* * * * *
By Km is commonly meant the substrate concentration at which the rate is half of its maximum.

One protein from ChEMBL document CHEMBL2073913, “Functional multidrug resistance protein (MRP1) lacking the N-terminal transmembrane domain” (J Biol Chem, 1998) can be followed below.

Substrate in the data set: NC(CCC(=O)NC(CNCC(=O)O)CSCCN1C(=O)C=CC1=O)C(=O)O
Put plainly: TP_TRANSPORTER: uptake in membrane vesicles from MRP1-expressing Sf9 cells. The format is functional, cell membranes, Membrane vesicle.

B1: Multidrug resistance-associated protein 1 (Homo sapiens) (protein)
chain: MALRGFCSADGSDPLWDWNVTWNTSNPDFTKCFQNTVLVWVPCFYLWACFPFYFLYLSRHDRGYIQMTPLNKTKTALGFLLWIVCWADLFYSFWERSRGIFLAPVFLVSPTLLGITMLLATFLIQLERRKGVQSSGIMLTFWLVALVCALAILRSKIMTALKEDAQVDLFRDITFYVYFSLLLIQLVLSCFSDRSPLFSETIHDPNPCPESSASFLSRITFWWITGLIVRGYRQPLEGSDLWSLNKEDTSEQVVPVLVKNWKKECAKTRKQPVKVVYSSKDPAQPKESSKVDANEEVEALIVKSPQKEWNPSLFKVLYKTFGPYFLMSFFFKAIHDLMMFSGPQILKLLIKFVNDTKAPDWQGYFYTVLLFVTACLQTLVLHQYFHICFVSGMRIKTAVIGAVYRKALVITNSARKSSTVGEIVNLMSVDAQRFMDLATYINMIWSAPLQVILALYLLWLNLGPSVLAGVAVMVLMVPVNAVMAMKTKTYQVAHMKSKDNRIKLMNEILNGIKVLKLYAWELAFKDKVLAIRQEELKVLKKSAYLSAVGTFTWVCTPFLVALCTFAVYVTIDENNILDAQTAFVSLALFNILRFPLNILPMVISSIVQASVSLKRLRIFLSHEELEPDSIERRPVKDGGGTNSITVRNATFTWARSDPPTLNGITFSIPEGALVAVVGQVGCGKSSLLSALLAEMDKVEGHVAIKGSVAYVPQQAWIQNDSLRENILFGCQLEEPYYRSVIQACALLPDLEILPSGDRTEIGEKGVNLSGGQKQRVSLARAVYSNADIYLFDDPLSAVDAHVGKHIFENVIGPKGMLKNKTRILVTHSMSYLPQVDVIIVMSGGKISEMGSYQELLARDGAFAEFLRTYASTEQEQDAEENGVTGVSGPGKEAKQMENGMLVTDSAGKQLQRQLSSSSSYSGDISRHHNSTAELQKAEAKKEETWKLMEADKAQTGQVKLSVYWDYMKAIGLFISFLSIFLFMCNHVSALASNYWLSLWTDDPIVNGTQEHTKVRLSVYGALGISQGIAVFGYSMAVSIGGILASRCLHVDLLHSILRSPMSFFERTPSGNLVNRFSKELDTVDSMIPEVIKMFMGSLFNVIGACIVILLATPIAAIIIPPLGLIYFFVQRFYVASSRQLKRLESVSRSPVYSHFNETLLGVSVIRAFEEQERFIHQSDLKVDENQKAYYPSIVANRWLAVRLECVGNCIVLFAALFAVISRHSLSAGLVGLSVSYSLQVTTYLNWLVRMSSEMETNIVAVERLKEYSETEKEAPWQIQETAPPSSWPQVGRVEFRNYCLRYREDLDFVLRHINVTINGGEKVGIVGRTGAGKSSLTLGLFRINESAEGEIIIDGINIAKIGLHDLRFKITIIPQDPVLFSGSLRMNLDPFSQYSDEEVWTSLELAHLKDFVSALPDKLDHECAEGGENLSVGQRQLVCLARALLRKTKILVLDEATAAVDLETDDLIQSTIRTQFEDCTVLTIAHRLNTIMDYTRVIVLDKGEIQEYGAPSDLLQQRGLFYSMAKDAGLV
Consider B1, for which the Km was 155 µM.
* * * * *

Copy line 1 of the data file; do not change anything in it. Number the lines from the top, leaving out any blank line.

By Km is commonly meant the substrate concentration at which the rate is half of its maximum.